If it is difficult to reach the site or if the site feels very slow, it's almost definitely due to those bots. The server's uptime is now 160 days.

140,000 Reached

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Clock

THIS may be hard to believe, but after more than 16 years we've managed to put together 140,000 Drupal nodes (this one is the 140,000th). Most of these are news clippings and clusters of links. The rest are pages, blog posts and forum threads.

The next meaningful milestone will be the 150,000th node and our 20th anniversary (some time in 2024). We're quite certain we'll get there, along with 200,000 nodes, as this past week we've been in the region of all-time record traffic.

Susan is still involved sometimes, albeit behind the scenes. We thank her enormously for all the work she did.

3 Months From Home

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TM setup portrait


TUX MACHINES has been run from one single place over the past 3 months because of the COVID-19-induced lock-downs. We no longer travel far from home (it's impractical)... and we both work from home anyway.

The prolonged shut-down of businesses (they only reopened a fortnight ago) resulted in lack of access to some digital necessities, but that almost always meant more free time to rethink and reassess the workflow and the workspace with existing hardware (reshuffling what we already have, both new and old).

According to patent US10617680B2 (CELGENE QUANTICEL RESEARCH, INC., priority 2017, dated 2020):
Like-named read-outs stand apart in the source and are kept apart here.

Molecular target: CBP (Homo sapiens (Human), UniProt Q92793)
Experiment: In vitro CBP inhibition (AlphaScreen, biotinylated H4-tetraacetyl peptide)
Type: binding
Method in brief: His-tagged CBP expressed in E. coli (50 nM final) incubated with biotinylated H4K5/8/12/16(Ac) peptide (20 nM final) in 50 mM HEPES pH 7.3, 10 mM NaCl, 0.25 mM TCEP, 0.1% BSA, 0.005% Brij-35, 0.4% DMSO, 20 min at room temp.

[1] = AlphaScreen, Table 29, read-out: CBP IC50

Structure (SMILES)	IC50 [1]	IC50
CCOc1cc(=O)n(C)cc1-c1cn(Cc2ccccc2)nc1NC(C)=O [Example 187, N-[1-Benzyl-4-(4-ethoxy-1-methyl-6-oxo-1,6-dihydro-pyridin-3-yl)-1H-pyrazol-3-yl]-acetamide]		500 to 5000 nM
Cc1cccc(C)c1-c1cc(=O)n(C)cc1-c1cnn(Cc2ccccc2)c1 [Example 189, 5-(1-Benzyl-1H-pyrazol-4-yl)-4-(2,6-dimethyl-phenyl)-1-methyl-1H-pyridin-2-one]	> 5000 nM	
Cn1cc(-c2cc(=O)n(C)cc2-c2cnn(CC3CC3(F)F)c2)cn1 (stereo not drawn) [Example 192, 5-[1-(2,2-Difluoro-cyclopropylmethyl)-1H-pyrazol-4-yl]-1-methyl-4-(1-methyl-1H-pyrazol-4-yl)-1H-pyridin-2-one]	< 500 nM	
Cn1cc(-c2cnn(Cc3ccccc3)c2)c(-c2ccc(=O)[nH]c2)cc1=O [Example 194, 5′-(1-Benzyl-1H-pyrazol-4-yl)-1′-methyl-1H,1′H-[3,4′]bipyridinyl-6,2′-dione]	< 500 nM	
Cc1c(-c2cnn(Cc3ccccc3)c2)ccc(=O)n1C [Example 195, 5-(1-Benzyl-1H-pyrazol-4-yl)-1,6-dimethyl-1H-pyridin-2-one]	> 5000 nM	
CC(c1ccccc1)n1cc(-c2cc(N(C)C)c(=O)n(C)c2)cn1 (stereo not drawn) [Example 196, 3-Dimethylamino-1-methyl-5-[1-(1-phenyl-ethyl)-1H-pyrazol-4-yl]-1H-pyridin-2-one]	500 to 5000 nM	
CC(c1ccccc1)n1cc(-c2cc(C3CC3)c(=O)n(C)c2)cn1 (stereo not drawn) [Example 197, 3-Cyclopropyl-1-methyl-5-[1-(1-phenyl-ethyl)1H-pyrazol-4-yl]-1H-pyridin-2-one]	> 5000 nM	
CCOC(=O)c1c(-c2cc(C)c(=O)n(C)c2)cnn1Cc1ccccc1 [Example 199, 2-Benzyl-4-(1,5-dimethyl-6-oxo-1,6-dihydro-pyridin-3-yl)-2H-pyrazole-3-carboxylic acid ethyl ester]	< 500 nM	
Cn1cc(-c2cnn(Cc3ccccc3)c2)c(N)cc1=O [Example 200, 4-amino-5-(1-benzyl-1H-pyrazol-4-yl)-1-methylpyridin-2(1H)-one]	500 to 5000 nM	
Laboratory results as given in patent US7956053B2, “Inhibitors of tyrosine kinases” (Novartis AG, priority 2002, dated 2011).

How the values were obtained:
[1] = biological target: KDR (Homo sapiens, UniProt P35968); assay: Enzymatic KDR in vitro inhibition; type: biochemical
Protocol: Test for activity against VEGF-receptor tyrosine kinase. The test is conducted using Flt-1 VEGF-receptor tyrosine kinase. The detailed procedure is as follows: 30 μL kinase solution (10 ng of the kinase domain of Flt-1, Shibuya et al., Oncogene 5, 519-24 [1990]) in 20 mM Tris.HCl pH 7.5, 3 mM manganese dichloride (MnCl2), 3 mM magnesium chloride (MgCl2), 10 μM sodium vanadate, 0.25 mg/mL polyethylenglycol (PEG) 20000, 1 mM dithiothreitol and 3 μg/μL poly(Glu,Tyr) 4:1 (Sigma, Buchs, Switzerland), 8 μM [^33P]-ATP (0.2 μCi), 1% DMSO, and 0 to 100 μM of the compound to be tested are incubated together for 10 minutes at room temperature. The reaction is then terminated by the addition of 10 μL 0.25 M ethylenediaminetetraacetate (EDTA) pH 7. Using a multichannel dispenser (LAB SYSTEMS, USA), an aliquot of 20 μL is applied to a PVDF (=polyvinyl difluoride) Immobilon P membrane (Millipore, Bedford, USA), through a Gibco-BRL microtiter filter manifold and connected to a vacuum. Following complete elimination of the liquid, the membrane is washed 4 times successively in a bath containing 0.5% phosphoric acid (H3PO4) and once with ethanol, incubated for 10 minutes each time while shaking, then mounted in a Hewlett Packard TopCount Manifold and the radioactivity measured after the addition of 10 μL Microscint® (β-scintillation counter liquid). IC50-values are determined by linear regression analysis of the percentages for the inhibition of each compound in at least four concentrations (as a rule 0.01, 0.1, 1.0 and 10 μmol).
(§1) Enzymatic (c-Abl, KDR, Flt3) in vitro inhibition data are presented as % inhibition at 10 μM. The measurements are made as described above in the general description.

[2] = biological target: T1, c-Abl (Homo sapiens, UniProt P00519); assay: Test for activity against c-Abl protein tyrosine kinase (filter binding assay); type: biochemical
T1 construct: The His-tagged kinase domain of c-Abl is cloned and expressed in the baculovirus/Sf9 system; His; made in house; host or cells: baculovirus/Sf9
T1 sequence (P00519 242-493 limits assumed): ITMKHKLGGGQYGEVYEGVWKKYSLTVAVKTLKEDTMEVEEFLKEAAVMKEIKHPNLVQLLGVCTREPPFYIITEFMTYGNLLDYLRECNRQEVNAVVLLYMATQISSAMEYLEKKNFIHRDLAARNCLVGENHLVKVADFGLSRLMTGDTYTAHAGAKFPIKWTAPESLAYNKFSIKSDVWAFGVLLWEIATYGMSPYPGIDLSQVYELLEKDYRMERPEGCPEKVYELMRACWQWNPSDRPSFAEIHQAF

Last month I showed how the screens on my desk were split to handle multi-tasking. Last week I shuffled to portrait mode (as shown above). Rianne too uses 2 or 3 screens, but her setup is somewhat simpler. We basically both use a combination of RSS readers. I mostly use QuiteRSS and she uses Thunderbird and QuiteRSS in conjunction (best of both worlds). We're still hoping that an intern based in Africa will start participating soon. The pandemic has made access to the Internet a lot harder for him. He wants to cover programming and Web-related topics for us.